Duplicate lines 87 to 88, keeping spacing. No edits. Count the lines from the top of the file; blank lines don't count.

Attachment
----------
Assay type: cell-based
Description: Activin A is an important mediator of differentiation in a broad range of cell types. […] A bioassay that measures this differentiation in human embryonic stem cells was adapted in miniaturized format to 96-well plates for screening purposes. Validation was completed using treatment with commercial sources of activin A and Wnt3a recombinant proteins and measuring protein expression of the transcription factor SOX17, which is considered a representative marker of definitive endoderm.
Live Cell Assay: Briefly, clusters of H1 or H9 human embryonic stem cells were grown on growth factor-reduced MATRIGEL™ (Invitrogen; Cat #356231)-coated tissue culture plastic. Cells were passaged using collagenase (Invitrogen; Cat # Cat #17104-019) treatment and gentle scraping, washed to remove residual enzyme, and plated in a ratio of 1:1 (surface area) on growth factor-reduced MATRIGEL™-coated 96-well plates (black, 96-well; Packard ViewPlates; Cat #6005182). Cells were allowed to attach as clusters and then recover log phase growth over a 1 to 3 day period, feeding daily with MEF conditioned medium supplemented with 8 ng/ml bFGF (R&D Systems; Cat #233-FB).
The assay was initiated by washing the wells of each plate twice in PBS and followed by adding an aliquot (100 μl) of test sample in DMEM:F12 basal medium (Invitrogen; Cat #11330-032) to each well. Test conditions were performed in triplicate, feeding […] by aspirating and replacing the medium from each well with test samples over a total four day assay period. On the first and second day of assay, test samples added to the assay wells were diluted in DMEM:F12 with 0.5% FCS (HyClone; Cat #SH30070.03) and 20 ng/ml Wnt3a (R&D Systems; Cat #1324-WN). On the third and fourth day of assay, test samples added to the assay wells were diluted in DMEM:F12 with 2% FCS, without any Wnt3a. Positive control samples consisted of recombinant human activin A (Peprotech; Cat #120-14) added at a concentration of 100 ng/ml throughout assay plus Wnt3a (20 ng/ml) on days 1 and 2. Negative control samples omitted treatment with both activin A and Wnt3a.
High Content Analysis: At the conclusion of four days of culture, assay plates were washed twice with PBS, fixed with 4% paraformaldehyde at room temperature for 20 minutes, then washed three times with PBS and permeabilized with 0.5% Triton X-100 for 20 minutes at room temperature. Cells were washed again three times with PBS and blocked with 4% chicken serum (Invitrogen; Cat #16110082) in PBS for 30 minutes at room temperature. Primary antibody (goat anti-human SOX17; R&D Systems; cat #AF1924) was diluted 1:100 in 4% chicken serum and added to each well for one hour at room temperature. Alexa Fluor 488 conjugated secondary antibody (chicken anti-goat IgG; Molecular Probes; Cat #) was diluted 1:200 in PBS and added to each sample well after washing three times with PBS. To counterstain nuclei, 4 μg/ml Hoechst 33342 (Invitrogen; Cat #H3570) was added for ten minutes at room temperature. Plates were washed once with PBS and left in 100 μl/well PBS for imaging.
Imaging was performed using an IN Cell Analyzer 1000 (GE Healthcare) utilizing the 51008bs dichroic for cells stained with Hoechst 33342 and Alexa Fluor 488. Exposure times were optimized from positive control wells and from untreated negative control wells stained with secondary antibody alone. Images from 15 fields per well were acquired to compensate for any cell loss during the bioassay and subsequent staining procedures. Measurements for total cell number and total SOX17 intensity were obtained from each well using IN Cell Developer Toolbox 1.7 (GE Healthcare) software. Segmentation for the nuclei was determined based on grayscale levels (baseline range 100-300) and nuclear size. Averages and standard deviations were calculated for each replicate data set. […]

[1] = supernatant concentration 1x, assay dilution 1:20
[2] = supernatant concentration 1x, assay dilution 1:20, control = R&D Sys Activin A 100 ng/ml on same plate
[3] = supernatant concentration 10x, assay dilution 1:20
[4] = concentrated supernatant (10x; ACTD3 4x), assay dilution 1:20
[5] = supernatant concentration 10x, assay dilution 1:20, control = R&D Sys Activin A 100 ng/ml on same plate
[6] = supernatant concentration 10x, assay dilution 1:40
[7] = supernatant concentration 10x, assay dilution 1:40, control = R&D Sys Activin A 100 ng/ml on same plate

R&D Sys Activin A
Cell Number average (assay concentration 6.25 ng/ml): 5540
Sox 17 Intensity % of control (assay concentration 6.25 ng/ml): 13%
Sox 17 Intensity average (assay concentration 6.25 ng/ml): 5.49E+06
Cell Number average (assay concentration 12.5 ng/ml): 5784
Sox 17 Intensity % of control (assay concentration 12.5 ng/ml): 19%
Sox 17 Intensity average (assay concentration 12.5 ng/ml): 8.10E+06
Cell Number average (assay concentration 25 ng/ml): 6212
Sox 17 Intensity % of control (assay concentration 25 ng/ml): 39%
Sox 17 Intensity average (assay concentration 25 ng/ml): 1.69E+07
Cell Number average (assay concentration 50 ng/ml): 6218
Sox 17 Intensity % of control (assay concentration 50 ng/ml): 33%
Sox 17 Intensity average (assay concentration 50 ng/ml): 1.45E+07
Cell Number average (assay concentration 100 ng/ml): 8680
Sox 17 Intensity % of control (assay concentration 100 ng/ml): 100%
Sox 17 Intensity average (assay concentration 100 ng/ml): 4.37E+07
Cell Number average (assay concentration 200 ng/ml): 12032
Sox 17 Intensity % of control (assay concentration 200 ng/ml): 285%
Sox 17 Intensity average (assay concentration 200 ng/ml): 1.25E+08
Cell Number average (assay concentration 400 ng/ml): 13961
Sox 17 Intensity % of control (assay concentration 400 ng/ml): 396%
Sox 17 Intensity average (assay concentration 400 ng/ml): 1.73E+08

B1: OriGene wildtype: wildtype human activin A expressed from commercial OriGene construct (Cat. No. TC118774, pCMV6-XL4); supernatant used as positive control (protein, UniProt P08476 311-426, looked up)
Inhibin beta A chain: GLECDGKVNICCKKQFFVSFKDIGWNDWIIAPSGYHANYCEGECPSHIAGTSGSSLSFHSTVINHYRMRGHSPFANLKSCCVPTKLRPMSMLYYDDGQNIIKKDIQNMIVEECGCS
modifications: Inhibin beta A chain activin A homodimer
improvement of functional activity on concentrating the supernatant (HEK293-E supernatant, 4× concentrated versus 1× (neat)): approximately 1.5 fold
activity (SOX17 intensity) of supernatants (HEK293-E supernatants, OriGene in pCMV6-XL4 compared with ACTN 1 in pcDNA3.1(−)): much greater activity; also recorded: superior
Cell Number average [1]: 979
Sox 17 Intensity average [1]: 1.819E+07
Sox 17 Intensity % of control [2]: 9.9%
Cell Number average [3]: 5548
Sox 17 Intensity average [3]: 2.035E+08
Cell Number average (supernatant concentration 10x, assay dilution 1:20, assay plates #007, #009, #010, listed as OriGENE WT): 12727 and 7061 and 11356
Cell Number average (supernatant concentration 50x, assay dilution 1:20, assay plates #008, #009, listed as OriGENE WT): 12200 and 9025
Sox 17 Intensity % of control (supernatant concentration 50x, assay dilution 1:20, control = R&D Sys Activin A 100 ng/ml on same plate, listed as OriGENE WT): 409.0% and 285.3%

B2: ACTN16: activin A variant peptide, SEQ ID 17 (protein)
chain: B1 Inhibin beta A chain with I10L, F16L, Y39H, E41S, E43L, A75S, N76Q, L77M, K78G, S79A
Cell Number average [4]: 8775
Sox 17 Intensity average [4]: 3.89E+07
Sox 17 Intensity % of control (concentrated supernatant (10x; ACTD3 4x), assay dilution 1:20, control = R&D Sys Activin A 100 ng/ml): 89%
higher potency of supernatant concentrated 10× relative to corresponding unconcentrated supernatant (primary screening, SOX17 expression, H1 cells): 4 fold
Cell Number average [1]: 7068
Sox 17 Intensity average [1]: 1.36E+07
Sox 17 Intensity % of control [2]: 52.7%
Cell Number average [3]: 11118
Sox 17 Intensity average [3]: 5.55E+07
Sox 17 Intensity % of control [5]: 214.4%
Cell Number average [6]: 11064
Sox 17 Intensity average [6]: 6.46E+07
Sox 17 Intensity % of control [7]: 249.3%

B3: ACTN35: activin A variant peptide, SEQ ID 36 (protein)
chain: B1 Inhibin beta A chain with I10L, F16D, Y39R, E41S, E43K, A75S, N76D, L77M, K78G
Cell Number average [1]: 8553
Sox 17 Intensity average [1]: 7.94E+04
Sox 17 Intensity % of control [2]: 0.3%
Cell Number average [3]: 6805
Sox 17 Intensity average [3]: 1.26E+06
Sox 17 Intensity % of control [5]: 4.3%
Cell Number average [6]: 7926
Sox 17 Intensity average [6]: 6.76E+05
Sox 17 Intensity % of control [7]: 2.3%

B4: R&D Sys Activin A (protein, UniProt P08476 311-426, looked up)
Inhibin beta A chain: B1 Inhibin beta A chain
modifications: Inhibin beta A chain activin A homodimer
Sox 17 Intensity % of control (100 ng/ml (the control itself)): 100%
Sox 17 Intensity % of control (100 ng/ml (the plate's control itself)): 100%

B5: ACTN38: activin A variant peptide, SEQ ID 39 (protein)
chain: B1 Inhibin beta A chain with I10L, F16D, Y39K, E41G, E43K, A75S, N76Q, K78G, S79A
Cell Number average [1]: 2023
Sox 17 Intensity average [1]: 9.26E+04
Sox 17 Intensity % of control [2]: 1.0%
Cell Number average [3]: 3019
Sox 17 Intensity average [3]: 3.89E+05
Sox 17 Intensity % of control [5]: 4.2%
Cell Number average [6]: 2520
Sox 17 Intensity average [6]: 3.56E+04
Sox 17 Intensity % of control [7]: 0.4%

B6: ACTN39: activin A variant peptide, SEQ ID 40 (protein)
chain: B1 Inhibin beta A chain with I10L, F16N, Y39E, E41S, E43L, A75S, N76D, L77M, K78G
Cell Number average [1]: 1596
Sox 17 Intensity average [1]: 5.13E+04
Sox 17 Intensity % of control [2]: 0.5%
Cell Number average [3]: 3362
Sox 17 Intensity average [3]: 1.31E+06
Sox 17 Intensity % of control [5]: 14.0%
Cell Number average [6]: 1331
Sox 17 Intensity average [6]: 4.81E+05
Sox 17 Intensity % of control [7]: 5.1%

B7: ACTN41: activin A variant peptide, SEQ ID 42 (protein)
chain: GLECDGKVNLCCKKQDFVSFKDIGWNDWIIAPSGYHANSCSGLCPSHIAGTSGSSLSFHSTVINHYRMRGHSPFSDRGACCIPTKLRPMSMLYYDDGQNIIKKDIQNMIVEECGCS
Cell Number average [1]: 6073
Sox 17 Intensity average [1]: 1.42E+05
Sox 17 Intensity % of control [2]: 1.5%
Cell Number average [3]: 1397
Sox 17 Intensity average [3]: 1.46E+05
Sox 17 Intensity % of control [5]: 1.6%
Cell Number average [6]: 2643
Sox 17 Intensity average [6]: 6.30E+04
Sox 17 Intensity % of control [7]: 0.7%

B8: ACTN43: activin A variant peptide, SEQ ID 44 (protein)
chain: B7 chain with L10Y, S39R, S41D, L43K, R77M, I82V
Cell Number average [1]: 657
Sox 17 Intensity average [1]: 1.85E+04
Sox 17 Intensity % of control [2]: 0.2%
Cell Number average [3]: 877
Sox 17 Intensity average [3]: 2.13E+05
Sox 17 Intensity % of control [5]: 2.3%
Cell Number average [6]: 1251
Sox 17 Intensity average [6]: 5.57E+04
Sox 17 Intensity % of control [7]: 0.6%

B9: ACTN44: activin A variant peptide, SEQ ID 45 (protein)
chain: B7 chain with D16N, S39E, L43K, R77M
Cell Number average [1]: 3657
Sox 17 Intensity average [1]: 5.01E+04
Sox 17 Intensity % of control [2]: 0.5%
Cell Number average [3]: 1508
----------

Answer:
Sox 17 Intensity % of control [5]: 4.2%
Cell Number average [6]: 2520